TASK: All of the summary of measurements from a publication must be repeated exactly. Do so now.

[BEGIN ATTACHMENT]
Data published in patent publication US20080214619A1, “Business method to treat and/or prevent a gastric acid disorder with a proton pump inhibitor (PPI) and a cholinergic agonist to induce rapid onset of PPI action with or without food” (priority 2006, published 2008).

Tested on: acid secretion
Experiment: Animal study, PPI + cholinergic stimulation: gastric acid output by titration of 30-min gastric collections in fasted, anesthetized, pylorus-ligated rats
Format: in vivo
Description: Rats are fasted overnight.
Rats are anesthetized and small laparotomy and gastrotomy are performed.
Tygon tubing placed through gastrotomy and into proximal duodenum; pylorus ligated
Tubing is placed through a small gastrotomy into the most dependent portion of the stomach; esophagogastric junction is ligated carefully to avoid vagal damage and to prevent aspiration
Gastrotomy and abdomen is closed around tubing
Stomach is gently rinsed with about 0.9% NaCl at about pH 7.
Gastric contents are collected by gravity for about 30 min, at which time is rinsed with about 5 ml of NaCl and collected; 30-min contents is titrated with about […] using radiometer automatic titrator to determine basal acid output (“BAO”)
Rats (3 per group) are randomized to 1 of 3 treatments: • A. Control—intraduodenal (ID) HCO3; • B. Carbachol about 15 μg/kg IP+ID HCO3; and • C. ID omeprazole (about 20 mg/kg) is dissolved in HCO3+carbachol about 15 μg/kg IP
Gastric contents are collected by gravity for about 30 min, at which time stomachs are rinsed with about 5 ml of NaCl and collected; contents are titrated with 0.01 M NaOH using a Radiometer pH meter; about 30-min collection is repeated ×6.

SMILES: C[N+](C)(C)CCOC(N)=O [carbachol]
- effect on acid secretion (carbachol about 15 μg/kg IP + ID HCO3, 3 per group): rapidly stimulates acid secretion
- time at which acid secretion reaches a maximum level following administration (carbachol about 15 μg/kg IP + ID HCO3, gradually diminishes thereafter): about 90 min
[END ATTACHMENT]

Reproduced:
Data published in patent publication US20080214619A1, “Business method to treat and/or prevent a gastric acid disorder with a proton pump inhibitor (PPI) and a cholinergic agonist to induce rapid onset of PPI action with or without food” (priority 2006, published 2008).

Tested on: acid secretion
Experiment: Animal study, PPI + cholinergic stimulation: gastric acid output by titration of 30-min gastric collections in fasted, anesthetized, pylorus-ligated rats
Format: in vivo
Description: Rats are fasted overnight.
Rats are anesthetized and small laparotomy and gastrotomy are performed.
Tygon tubing placed through gastrotomy and into proximal duodenum; pylorus ligated
Tubing is placed through a small gastrotomy into the most dependent portion of the stomach; esophagogastric junction is ligated carefully to avoid vagal damage and to prevent aspiration
Gastrotomy and abdomen is closed around tubing
Stomach is gently rinsed with about 0.9% NaCl at about pH 7.
Gastric contents are collected by gravity for about 30 min, at which time is rinsed with about 5 ml of NaCl and collected; 30-min contents is titrated with about […] using radiometer automatic titrator to determine basal acid output (“BAO”)
Rats (3 per group) are randomized to 1 of 3 treatments: • A. Control—intraduodenal (ID) HCO3; • B. Carbachol about 15 μg/kg IP+ID HCO3; and • C. ID omeprazole (about 20 mg/kg) is dissolved in HCO3+carbachol about 15 μg/kg IP
Gastric contents are collected by gravity for about 30 min, at which time stomachs are rinsed with about 5 ml of NaCl and collected; contents are titrated with 0.01 M NaOH using a Radiometer pH meter; about 30-min collection is repeated ×6.

SMILES: C[N+](C)(C)CCOC(N)=O [carbachol]
- effect on acid secretion (carbachol about 15 μg/kg IP + ID HCO3, 3 per group): rapidly stimulates acid secretion
- time at which acid secretion reaches a maximum level following administration (carbachol about 15 μg/kg IP + ID HCO3, gradually diminishes thereafter): about 90 min